New Technology and Updated Trucks Will Help Expand a Three-Generation Family Business

The kids are taking over at Wilkinson Portables with plans to modernize and grow a successful, long-standing operation.

New Technology and Updated Trucks Will Help Expand a Three-Generation Family Business

Fred (left) and Chad Wilkinson pause to discuss service routes. The truck is an International MV Series with a Best Enterprises tank and Masport pump.

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For nearly 45 years, Fred Wilkinson toiled hard to grow Wilkinson Portables, a business that his parents started in 1958 with self-built plywood restrooms that weighed hundreds of pounds. Now his son, Chad Wilkinson, owns the company, and he and his wife, Kym Wilkinson, are busy — doing some heavy lifting of their own: modernizing the company and positioning it for further growth.

This process of one generation handing off the baton to another that wants to make big operational changes isn’t always easy, as Fred, 61, Kym and Chad Wilkinson can attest. “We butt heads every so often when they come up with new ideas,” Fred Wilkinson says. “But I also think they’re starting to understand why I did some things the way I did. I’m learning from the kids, and they’re learning from me. We’re learning together.”

This succession dynamic no doubt resonates with many family-owned portable restroom companies. It often requires the children who buy a family business to negotiate a tightrope walk between respecting and listening to the input from a retired parent who still wants to be involved but at the same time deciding to do what they feel is best for the future of the company — even if it runs counter to the parent’s advice.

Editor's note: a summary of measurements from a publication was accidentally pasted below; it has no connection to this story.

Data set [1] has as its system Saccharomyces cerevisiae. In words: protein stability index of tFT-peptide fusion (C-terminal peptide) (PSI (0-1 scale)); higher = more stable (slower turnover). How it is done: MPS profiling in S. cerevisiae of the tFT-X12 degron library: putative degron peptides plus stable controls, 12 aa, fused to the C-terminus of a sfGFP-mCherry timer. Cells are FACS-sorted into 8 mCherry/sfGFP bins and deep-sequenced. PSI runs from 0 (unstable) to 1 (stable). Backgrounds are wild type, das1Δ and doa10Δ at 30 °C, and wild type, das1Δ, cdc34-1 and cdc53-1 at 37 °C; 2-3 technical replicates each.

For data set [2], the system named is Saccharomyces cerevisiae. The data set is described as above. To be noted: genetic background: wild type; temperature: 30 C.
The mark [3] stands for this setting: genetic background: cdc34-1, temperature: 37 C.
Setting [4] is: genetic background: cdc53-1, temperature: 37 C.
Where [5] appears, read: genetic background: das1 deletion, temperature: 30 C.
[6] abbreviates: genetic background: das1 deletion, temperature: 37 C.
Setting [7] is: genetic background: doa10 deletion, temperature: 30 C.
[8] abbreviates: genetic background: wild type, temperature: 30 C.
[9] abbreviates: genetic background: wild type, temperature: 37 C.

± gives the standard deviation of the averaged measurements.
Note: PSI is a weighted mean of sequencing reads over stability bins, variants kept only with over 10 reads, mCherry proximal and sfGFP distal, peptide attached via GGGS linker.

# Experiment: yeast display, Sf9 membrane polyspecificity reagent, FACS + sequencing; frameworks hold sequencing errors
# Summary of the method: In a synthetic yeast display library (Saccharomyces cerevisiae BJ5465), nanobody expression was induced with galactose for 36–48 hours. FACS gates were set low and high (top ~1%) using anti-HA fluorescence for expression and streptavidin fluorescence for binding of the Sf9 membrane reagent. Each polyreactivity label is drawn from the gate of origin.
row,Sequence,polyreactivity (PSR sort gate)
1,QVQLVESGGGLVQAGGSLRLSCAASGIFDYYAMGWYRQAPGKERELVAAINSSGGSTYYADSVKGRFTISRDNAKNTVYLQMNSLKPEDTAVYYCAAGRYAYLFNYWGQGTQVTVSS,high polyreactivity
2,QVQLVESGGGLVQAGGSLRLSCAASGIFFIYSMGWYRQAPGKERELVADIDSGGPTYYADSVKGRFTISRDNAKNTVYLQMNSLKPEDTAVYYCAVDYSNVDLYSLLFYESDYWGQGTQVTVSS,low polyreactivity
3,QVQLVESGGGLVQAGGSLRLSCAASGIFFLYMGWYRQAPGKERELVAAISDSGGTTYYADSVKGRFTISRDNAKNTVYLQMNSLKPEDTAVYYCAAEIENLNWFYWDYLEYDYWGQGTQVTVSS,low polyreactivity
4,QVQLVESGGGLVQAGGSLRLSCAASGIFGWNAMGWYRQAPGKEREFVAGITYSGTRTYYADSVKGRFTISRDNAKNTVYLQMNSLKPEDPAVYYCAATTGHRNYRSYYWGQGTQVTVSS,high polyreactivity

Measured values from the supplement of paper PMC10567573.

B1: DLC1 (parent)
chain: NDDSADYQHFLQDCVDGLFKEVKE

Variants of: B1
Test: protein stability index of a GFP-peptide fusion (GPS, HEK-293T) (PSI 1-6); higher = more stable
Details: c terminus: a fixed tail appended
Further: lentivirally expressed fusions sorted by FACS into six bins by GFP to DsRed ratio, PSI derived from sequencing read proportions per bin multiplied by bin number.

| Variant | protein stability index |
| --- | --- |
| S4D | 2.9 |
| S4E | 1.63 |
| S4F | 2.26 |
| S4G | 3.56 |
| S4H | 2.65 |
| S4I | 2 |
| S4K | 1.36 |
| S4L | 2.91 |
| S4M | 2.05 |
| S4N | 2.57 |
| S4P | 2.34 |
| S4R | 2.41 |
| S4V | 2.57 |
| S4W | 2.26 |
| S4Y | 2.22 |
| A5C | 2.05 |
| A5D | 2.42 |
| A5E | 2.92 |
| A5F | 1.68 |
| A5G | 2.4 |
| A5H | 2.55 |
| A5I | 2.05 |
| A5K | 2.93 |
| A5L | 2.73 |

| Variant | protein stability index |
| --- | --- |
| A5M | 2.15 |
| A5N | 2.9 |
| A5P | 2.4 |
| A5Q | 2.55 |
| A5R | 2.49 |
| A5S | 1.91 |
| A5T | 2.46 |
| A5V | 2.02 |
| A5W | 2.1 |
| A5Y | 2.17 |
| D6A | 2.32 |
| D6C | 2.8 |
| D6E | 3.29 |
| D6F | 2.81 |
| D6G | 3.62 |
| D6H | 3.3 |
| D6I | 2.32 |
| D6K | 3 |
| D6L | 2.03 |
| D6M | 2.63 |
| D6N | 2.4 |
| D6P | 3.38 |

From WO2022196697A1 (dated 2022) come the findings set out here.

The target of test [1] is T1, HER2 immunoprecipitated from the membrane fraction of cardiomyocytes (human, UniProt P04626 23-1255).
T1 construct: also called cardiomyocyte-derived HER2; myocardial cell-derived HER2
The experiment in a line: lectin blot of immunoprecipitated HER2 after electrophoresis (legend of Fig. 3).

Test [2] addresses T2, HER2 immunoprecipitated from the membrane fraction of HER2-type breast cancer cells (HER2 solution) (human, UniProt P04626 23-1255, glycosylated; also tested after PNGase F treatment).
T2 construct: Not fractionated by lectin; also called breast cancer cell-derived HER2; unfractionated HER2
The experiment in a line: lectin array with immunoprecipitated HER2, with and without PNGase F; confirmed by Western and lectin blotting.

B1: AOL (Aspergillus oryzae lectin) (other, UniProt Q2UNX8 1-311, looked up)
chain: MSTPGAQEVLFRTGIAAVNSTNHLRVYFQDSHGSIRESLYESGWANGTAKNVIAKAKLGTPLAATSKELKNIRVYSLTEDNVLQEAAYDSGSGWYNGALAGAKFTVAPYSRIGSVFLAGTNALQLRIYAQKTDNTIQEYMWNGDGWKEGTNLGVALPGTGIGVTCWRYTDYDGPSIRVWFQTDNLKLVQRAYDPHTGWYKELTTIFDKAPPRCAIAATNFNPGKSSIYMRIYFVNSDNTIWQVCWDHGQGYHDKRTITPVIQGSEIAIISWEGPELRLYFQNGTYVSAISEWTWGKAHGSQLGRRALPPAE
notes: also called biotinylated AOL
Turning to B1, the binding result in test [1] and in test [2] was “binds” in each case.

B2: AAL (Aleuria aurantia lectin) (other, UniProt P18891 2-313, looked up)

“I’m lucky because Fred is so easygoing,” says Kym Wilkinson, who handles everything from marketing to finances to office duties while Chad Wilkinson handles in-the-field operations for the company, based in Placerville, California, about 40 miles east of Sacramento. He bought the company in 2015. “We listen to each other, but sometimes we just have to agree to disagree.

“In the end, we feel very fortunate that Fred developed a really solid business with a great foundation upon which we can build,” she adds. “But sometimes when something isn’t broke, you feel it doesn’t need to be improved. On the other hand, I feel like if you’re not moving forward, you’re moving backward.”


The biggest changes have centered on three areas: office/administrative operations, equipment and expansion into new markets. Wilkinson describes changes in office operations as “simple and complicated at the same time.” Simple because years ago, the company had invested in Summit Rental System software made by Ritam Technologies. Yet it was difficult, too, because it had never been fully used, so a learning curve ensued.

“New technology is scary to people,” she says. “The changes we made weren’t rocket science, but huge compared to where we were at. The bottom line is that it takes time and energy to learn how to use a new system and get the bugs worked out.”

For example, job orders used to be handwritten on a triplicate form, with one of the three copies placed in a pile until someone could manually hand-key them into the system. This was inefficient and prone to data-entry errors, Wilkinson says.

Learning how to use all of the software’s features is an ongoing process. “I’m learning more with each passing month,” she says. “My goal is to keep learning and expanding my expertise in our software to ensure we’re getting the most bang for our buck from the investment.”

The company also introduced in-the-field credit-card payments and started using email to send invoices to and communicate with customers. As a result, communication now is faster and better tracked, she notes.

“We still have some customers who don’t like these kinds of technology,” Wilkinson explains. “But in a service-based industry, I feel it’s really important to offer customers options, especially if those options save us time and money.”

She also helped develop a new company website and started using social media, such as Facebook and Instagram, to advertise new products and service discounts. For efficiency’s sake, she also hired Diana Estrada, a graphic designer/photographer, to designs ads and handle social media.